The independent student newspaper of Goucher College

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Mason Baggette

Mason Baggette has 3 articles published.

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Mason Baggette is a senior Communications major and writes for the Q because, well, he just loves writing. His interests include any fried food, Rick and Morty, and the outdoors.

So About Taylor Swift’s Reputation…

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Contrary to what she wants you to think, the “old Taylor” definitely isn’t dead. After Swift’s year long media hiatus she dropped a string of disappointing singles. “Look What You Made Me Do”, “…Ready For It?” and “Gorgeous” left a lot to be desired. Despite this, Swift manages to deliver the high-gloss pop we’ve come to expect while being refreshingly introspective and showing growth as an artist. The old Taylor isn’t dead; she just drinks, has sex, takes an arguably more adult view on relationships, and doesn’t care that you think she’s hyper curated or calculating.

Taylor Swift has a reputation. Photo Credit: Google Images

Reputation continues the synth-pop we received with 1989, working with hit producers Max Martin and Jack Antonoff. Beginning with the bombastic, speaker shattering “…Ready For It?” to the more quiet but still booming (for Swift) “New Years Day,” Swift has adapted to the sonic trajectory that pop has been on recently.

The absence of her signature love ballads is glaringly apparent and may be a turnoff for some fans, but Swift is all “grown up” and wants you to know it. The relationships and love Swift is now concerned with are noticeably more age appropriate and long term. The adolescent, idealized versions of love have been replaced by a more realistic twenty-seven year old who’s well versed in failed relationships and just how disappointing they can be.  Her new remorselessness is admittedly hard not to enjoy, especially on “I Did Something Bad.” This isn’t Swift’s best, but the spite and apathy is new for her and it just feels so, well…good. This is also the first time Swift sings about sex, mentioning it frequently throughout.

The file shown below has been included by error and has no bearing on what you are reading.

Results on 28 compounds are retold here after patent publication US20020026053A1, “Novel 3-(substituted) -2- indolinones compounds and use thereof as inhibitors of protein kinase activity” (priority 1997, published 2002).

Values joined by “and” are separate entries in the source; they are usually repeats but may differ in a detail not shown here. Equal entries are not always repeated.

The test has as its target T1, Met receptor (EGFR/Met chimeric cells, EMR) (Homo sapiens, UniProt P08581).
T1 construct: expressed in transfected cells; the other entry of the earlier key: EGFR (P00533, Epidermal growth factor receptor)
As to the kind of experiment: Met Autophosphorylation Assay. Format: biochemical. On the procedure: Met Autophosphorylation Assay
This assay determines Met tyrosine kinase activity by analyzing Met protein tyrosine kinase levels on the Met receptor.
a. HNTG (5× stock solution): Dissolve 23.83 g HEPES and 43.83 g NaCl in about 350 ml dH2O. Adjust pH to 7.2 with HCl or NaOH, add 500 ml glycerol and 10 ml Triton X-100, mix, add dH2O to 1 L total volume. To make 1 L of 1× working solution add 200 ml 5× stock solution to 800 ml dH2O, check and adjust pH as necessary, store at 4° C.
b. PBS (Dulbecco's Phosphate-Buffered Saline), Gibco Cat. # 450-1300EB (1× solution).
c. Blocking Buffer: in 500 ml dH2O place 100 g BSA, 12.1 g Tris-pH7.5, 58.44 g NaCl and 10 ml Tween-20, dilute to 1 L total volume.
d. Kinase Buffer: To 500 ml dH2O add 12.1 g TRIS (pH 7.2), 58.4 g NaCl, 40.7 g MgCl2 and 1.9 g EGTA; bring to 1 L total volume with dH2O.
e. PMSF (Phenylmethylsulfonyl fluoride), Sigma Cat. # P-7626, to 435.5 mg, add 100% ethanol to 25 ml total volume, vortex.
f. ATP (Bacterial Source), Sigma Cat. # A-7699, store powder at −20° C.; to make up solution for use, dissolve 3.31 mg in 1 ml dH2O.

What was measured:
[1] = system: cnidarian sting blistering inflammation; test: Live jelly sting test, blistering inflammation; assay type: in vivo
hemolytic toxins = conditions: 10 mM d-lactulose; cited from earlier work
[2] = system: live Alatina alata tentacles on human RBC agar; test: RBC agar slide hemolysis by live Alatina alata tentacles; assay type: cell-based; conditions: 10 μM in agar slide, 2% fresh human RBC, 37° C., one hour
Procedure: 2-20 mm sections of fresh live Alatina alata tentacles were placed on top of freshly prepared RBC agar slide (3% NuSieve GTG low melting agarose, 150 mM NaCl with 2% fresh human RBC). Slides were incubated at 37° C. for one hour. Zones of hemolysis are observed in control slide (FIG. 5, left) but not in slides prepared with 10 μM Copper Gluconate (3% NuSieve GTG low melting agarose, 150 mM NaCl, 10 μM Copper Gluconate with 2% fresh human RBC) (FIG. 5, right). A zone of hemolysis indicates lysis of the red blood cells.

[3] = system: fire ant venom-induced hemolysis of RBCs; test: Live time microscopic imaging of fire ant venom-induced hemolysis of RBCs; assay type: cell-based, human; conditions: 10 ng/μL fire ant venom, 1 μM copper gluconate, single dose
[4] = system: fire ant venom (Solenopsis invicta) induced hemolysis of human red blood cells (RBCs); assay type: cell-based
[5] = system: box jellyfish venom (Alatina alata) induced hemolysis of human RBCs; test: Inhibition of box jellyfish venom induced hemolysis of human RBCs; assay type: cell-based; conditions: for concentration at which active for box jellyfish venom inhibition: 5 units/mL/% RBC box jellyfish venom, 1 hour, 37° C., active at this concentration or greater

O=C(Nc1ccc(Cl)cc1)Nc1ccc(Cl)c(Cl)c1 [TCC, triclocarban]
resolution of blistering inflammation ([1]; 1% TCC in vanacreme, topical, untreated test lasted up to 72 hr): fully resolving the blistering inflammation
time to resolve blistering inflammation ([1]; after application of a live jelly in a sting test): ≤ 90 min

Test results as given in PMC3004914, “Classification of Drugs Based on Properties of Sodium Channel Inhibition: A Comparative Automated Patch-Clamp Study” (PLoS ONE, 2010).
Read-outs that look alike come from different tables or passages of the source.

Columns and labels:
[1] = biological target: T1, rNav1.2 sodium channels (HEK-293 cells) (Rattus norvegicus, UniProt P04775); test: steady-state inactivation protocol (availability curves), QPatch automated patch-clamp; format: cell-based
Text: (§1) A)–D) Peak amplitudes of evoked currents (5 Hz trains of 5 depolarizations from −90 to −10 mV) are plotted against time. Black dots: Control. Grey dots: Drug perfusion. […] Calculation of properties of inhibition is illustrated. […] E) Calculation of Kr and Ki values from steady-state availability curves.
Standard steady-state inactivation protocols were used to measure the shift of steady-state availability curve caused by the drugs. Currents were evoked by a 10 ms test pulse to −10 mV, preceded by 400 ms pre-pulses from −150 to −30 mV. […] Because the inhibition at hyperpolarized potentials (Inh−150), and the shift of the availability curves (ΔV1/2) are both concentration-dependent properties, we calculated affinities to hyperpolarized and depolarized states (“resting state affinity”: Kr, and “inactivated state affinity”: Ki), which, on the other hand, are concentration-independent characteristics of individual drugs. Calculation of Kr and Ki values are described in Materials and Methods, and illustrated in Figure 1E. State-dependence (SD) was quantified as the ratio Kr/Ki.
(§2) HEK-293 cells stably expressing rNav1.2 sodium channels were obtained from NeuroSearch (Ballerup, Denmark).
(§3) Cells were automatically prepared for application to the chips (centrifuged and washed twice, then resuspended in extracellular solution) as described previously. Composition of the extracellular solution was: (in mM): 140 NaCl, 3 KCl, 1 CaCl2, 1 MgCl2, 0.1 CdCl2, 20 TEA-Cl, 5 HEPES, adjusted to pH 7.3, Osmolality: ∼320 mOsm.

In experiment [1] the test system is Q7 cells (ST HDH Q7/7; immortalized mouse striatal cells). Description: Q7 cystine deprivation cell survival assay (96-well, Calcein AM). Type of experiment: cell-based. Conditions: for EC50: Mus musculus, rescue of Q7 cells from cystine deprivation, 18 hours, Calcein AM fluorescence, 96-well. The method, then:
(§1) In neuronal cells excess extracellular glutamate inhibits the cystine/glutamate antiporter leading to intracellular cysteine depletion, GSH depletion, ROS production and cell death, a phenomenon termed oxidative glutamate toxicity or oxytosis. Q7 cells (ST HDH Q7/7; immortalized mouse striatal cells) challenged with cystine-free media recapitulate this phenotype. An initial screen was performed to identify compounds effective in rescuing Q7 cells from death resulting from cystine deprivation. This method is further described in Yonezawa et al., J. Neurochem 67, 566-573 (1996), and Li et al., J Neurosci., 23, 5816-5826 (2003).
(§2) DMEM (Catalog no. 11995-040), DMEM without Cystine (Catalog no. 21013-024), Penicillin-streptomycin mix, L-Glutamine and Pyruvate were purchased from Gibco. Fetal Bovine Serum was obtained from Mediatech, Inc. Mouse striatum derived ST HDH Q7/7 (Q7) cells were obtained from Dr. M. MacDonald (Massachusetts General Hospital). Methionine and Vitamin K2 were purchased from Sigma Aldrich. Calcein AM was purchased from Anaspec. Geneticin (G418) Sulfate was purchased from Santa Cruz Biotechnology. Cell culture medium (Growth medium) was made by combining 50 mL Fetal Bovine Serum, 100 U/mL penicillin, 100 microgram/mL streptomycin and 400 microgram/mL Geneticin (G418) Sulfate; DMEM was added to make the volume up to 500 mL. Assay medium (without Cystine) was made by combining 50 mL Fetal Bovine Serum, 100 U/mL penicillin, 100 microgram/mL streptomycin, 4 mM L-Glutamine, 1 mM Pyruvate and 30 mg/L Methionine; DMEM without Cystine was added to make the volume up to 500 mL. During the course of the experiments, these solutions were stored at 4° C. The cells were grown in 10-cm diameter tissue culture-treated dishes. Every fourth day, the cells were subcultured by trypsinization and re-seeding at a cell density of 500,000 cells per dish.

Drinking is referenced heavily as well, another first. “Delicate,” which feels oddly comforting in its description of a fragile, budding fling, is one of the album’s strongest songs both lyrically and sonically. It finds Swift meeting her lover at a dive bar in the East Side: “We can’t make any promises can we babe, but you can make me a drink,” probably to cope with the stress of an undefined relationship, and while she knew “from the first old fashioned” that they were cursed, her doomed lover isn’t thinking and Swift is “just drinking” in “Getaway Car.”

Ever the image-conscious capitalist, Swift manages to make references that straddle the different lifestyles of her fan base, subtle cultural cues that attempt to appeal to both Middle America and the wealthy living on the coasts. “…Ready For It?” was teased on a  Instagram pre-football game hype montage and booms with aggression.  “End Game,” arguably Reputation’s weakest song, features her and Ed Sheeran attempting to rap alongside Future, has a football game warm-up feel, “I wanna be your first string, I wanna be your first string,” and stays clear of any explicit sexual- or alcohol-related lyrics. Meanwhile, “Getaway Car,” “New Year’s Day,” and “This Is Why We Can’t Have Nice Things” find Swift reveling in her uber-wealthy bi-coastal lifestyle.  While the shameless mentions of wealth aren’t great— “Jump into the pool from the balcony, everyone swimming in a champagne sea…feeling so Gatsby for that whole year” she sings, before lamenting her fight with another celebrity (Kanye?) on “This Is Why We Can’t Have Nice Things”— it is the world she knows, and Swift traditionally has written from a very personal place.